Words by Gayatri Adi

Homer’s ‘An Iliad’, translated by Robert Fagles, was brought to life by Auckland Live and Artsense Production once again in 2019 at the Herald Theatre. A two man grand classic told by the Poet, played by Michael Hurst, and Muse Shane P Carter.

As I walked into the theatre it felt as if I was in the middle of a messy yet put together chaos of an old house being renovated. Scaffolding ladders of different shapes and sizes spread across the stage, planks of wood leading against the wall, opened and unopened paint tins lying on the ground and across the table on the left – set up with the equipment for the muse, Shayne P Carter to perform at.

Set realiser Kathryn Aucamp wanted to create a space between dismantling a previous set at Herald Theatre and building another set for the next show that would be held at the space – the Poet (Hurst) landing in this space, grounding the audience to tell his story and then leaving. A very old theatre-esq feel from the times of the Greek, and stories were told in public spaces where civic participation was encouraged. Through this set the audience felt like they were a part of the story as they were spoken to. The 4th wall was broken. The chaotic yet put together set represents the ruins of the Greek temples, connecting the story to its origins.

One would not have flourished without the other; it is a tag-team that is a must watch!

Hurst recites and brings to life the story of Achilles and Hector – or as the younger generation may know it, Troy (circa 2004) starring Brad Pitt and Eric Bana. Hurst’s dedication to mastering the text was phenomenal, and his character work was breath-taking. The Poet is the only character of this two man show that speaks throughout the nearly 2 hour long play – no rest for the wicked – and a few mistakes were made with swapping of the characters names which Hurst corrected quickly. But this made the story teller very human, relatable and grounding.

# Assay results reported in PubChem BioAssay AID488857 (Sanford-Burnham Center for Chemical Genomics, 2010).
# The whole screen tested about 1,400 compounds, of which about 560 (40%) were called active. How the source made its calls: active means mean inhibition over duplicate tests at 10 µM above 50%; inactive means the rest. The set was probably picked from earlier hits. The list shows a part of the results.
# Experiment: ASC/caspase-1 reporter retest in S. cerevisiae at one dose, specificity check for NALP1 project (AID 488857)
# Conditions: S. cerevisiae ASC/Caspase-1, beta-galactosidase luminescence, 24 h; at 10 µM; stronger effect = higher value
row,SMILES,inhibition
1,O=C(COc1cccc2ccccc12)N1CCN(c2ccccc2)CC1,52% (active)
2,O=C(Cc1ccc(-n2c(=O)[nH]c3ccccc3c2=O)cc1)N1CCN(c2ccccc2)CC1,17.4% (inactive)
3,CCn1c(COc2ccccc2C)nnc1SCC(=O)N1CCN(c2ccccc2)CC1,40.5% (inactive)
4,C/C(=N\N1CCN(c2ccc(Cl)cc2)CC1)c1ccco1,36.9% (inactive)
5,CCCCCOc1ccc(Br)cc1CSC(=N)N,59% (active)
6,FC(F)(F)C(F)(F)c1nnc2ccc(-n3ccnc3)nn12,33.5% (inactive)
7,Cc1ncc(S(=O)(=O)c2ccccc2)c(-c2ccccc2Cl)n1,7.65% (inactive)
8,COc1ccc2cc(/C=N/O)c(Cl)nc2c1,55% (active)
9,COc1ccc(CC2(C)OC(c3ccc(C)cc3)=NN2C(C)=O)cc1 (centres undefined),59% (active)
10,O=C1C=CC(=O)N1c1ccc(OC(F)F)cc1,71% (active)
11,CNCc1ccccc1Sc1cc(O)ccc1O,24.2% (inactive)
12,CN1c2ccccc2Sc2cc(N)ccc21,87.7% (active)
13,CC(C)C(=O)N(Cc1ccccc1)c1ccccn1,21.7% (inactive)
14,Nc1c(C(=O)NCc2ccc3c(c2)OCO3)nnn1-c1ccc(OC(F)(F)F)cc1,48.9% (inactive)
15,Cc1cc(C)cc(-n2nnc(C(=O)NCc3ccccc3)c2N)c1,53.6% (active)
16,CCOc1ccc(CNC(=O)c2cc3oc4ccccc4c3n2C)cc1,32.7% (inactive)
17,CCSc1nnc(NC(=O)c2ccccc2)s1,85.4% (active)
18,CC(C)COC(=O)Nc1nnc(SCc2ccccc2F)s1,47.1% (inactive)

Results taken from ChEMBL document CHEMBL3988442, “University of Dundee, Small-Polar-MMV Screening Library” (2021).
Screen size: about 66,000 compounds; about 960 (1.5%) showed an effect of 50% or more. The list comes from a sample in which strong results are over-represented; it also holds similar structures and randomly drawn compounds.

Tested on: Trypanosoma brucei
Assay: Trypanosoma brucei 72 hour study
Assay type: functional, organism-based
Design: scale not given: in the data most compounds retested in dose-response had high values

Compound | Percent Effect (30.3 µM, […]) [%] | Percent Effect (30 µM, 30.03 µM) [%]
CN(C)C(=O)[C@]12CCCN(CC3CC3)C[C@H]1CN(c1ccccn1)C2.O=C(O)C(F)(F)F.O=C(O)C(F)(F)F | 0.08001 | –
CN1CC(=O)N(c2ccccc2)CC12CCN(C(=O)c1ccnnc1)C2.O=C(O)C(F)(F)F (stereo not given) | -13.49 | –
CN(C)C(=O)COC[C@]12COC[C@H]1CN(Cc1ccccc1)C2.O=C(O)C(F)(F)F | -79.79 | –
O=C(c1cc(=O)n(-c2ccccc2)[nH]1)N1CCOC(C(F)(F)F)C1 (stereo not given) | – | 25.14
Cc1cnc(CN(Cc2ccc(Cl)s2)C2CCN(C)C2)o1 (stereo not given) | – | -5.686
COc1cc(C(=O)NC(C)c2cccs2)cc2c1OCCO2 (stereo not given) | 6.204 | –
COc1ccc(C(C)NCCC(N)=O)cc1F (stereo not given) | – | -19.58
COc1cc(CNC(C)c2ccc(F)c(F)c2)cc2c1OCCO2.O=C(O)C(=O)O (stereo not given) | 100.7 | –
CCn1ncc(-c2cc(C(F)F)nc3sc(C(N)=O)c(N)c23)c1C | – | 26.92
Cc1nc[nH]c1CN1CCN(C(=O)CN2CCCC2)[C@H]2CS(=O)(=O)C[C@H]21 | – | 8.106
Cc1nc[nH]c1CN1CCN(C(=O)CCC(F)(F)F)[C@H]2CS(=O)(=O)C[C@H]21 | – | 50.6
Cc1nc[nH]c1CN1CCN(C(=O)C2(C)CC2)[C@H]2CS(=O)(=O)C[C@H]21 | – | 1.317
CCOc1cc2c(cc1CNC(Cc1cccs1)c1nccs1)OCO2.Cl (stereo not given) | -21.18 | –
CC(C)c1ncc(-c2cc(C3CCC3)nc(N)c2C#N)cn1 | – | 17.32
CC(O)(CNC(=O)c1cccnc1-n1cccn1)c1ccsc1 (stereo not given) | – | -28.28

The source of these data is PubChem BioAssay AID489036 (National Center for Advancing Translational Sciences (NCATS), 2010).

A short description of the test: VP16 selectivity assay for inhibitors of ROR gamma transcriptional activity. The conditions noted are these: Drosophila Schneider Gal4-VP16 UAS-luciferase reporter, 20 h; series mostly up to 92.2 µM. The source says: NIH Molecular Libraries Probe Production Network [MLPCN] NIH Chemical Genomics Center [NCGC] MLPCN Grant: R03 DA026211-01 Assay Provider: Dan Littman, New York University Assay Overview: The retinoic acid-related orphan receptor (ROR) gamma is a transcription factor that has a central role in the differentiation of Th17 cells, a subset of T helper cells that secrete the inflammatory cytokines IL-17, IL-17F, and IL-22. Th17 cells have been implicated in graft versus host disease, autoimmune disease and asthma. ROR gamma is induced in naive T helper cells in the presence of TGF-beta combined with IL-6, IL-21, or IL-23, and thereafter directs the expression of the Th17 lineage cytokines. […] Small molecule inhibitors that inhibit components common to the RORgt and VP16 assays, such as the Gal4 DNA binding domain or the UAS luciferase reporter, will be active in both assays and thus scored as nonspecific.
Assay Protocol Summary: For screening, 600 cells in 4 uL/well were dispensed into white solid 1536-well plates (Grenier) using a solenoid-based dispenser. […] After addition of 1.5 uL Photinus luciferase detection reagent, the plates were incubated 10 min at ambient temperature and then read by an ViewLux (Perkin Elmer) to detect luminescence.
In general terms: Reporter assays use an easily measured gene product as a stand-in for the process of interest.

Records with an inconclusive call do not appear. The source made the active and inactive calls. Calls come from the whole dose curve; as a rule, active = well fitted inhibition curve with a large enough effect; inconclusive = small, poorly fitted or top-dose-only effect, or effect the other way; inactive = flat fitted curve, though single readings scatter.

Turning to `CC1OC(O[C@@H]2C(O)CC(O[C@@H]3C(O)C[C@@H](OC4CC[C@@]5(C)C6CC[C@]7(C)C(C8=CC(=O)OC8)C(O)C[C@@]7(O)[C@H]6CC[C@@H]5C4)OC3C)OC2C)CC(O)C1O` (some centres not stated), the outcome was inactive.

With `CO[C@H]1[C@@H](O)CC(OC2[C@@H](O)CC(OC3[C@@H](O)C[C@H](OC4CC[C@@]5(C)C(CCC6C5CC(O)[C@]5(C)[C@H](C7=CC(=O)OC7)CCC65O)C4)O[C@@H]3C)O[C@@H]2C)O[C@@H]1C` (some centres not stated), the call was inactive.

Hurst manages to switch in and out of about 9 or so different characters on stage while recounting his story, and it was marvellous to watch. The most memorable being that of Hermes, the Greek god and Helena, who allegedly is the reason why the whole war between the Spartans and the Trojans began. Throughout the show Carter remains in his corner on the left of the stage, with a 1-2 minute spotlight solo dedicated to his musical talent in the nearly 2 hour play. Carter and Hurst are both on stage for the entirety of the performance, and while Hurst takes centre stage, Carter provides the musical score that brings the story to life. The music was captivating, but never deviating the audience from the story teller. He wasn’t seen but sure was heard! One would not have flourished without the other; it is a tag-team that is a must watch!

Lighting design by Rachel Marlow was brilliant. It was craftsmanship which helped depict the emotions that the audience were meant to feel and felt when the Poet was telling his story. The only downfall for the experience would be its extended running time – at about two-thirds of the way through I kept glancing at my phone, wishing that it ended soon. A little trimming may have been advantageous, but Hurst was able to bring me back to the present when we sat down on his chair reciting the wars that had taken place since the Trojan War with great sadness.

Aleppo, Syria hit home for me as it is one of the greatest humanitarian crisis in history. It had me sitting there, feeling helpless, the way the Poet felt having lived through so much tragedy. There were elements within the story telling where the Poet tried to connect it back to 2019, but they were fleeting.

The use of stage space could’ve been better; it felt as if Hurst was moving within a 2 by 2 meter space, as if he was boxed up. But at the end of the day, the show was a very intricate yet effortless piece of work that hasn’t been seen in the Auckland theatre scene for a while.If you’re okay to stay seated for 2 hours to listen to classical masterpiece – a story born on the backs of gods and warriors delivered by the brilliant Michael Hurst and Shayne P Carter, then I would absolutely recommend.

If you’re okay to stay seated for 2 hours to listen to classical masterpiece – a story born on the backs of gods and warriors delivered by the brilliant Michael Hurst and Shayne P Carter, then I would absolutely recommend.

3.5/5 stars


What: An Iliad

Who: Michael Hurst & Shayne P Carter

When: 29 May – 9 June 2019

Where: The Herald Theatre

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